How to shift your mindset by being more grateful
by Hannah Moss
Welcome to the second post in my Change Your Mindset, Change Your Life blog series. The first post in the series, 3 ways to become a positive thinker, looked at the difference between positive thinking and optimism, and just how powerful our thoughts can be. It also introduced 3 practical tools you can start using every day to start thinking more positively.
In this post, I dive into the first of these tools – gratitude. We’ll explore what it means to be grateful, the part gratitude plays in shifting your mindset and how you can introduce a gratitude practice into your daily life.
What does gratitude mean?
According to Dictionary.com, the definition of gratitude is simply, “the quality or feeling of being grateful or thankful.” However, Very Well Mind goes further than this and describes gratitude as, “a positive emotion that involves being thankful and appreciative and is associated with several mental and physical health benefits. When you experience gratitude, you feel grateful for something or someone in your life and respond with feelings of kindness, warmth, and other forms of generosity.”
The key for me here is the “mental and physical health benefits”. Because it’s one thing to say “Thank you” to someone when they give, say or do something nice to you, but practising gratitude in a formal way on a regular basis can have a powerful positive impact on your mental, physical and emotional health. And, as the definition also points out, the more grateful you feel, the more likely you are to practise kindness and generosity, which in turn encourages more gratitude in others too.
In 3 ways to become a positive thinker we looked at some of the physical and mental health benefits of thinking more positively, and practising gratitude is one of the ways we can start doing this. By training our brain to focus on the more positive sides of life and situations, we actually start to attract more positive things into our life. This is the core principle of the Law of Attraction, which we’ll look at in more detail below.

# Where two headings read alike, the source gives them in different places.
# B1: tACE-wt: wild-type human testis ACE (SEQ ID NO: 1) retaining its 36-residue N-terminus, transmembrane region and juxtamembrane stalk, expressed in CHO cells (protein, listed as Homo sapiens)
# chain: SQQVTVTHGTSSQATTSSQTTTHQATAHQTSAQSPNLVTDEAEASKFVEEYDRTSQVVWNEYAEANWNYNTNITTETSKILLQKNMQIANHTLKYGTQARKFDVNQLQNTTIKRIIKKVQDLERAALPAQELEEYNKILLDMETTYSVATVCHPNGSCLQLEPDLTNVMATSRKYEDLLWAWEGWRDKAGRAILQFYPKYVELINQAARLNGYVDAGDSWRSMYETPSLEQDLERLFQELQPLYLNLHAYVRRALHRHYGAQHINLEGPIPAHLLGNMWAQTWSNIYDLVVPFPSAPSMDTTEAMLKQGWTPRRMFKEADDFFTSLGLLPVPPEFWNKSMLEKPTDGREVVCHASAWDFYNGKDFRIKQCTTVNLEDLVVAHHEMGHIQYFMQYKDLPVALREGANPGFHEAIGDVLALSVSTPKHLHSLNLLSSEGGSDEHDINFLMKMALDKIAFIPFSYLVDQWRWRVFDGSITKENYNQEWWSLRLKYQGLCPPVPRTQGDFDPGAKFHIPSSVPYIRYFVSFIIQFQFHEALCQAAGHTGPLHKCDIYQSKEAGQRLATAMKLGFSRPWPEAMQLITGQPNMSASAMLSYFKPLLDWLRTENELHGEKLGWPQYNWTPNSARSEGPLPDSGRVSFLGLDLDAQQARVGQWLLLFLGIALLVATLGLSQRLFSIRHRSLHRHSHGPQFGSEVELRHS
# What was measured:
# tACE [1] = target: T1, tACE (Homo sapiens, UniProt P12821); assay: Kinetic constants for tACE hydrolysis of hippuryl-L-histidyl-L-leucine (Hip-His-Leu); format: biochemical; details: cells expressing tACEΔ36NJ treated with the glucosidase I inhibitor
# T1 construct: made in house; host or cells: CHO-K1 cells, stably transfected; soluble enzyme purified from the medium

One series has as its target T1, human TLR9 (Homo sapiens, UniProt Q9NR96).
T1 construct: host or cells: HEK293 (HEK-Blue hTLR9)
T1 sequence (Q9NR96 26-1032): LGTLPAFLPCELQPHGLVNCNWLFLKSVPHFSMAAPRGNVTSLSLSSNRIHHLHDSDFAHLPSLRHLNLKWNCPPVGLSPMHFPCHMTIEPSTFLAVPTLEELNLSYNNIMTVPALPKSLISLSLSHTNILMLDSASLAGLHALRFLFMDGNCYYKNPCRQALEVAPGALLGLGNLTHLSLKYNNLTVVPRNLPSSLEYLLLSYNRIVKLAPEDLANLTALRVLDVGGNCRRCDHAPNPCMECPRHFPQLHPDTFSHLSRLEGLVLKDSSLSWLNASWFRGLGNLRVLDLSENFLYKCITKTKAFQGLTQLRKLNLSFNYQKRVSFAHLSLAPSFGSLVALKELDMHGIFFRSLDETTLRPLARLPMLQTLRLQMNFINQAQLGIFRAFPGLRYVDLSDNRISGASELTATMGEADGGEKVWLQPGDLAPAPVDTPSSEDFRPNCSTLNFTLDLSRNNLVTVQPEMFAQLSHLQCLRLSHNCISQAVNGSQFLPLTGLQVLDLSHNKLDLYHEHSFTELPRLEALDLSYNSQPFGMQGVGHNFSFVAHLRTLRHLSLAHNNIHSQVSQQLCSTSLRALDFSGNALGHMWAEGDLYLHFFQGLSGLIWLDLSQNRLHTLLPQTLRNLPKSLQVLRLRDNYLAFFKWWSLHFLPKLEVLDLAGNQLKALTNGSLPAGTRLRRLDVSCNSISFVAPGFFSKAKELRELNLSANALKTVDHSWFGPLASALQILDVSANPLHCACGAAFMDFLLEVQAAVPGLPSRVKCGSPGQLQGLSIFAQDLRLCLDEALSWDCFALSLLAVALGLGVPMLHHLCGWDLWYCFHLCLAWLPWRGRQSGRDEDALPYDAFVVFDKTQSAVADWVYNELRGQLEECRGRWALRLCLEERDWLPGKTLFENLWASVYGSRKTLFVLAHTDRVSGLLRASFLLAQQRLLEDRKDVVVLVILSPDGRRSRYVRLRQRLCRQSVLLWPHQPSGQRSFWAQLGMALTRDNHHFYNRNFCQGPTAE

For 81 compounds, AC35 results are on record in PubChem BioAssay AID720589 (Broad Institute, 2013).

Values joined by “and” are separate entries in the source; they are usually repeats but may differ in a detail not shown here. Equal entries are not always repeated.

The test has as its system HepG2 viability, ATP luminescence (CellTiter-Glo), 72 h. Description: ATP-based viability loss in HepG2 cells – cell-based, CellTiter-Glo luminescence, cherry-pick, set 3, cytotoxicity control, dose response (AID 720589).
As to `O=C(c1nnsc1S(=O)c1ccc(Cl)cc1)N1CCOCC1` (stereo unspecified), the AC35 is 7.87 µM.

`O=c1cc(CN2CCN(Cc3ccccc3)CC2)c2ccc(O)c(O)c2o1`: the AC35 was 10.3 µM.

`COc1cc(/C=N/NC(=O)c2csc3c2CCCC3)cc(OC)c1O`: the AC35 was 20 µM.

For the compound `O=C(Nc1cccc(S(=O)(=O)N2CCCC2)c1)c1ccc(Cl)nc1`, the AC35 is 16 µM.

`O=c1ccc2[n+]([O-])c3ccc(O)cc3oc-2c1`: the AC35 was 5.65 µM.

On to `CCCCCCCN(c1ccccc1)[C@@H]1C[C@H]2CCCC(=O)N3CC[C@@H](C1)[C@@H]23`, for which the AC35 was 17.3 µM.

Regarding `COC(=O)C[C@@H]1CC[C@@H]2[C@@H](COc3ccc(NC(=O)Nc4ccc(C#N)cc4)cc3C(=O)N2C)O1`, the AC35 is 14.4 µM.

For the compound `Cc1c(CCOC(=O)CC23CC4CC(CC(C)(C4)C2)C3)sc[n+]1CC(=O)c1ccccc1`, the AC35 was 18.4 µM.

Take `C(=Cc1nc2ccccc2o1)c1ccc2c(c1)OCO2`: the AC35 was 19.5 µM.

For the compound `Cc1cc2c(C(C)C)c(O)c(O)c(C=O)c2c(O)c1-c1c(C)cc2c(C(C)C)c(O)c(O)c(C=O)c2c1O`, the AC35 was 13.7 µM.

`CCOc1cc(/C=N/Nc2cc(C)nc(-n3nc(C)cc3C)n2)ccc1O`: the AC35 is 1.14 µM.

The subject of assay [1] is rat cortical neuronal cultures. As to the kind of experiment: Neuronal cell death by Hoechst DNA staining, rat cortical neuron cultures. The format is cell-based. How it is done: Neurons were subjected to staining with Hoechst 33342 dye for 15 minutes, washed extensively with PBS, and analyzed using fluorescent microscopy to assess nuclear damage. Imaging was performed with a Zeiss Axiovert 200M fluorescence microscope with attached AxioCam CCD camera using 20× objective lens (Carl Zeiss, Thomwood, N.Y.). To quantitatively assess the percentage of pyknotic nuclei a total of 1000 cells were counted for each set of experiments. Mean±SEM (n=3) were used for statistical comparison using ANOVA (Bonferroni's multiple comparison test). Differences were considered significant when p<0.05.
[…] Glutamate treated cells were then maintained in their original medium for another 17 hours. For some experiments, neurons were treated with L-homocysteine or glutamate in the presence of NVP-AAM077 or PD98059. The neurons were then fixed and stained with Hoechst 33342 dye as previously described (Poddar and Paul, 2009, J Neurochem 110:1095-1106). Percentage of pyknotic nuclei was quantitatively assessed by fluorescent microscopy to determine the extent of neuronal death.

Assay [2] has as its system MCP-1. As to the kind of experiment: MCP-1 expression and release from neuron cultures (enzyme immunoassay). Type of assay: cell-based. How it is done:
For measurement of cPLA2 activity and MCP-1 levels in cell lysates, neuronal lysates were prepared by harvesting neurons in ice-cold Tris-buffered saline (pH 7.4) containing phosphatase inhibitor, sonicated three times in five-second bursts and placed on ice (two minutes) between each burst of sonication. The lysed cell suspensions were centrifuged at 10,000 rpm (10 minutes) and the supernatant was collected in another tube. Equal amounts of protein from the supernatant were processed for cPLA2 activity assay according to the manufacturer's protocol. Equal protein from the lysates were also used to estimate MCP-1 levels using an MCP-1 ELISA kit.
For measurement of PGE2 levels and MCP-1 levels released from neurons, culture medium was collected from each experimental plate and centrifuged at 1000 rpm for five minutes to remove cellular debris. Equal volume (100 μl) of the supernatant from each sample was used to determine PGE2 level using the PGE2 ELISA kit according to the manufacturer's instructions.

As Oprah Winfrey famously said, “Be thankful for what you have; you’ll end up having more. If you concentrate on what you don’t have, you will never, ever have enough.” This is one of my favourite ever quotes!
Scarcity vs abundance mindset
To build on Oprah’s quote, if you concentrate on what you don’t have, you’ll be looking at life from a scarcity mindset. You’ll be constantly comparing yourself to others, wishing you had what they (apparently) have and falling into the ‘if only’ trap:
- “If only I had more money/time/energy, I’d be able to… xyz.”
- “If only I had that house/car/job/literally any other item, then I’d be happy.”
- “If only I could be more confident/extroverted/organised/patient, I’d enjoy my life more.”
Practising being more grateful in your life helps to shift your mental state from a scarcity mindset to an abundant mindset. You start to see things through a different lens. You start to appreciate all the amazing things you do have in your life, rather than focusing on what’s missing – which, by the way, is a very subjective viewpoint anyway.
You can actually change your entire perspective and outlook on life simply by changing the way you think; your inner landscape. And, as I’ve already mentioned, the more abundant your mindset, the more abundance will start flowing into your life.
As Eckhart Tolle explains in A New Earth, “Abundance comes only to those who already have it. It sounds almost unfair, but of course it isn’t. It is a universal law. Both abundance and scarcity are inner states that manifest as your reality.”
Finding the silver linings
As I explored in 5 ways to become emotionally resilient, finding the silver linings in any given situation is a key component of optimism, which is one of the steps to resilience. So, the next time something goes wrong or doesn’t turn out the way you expected, can you find the blessings in that situation?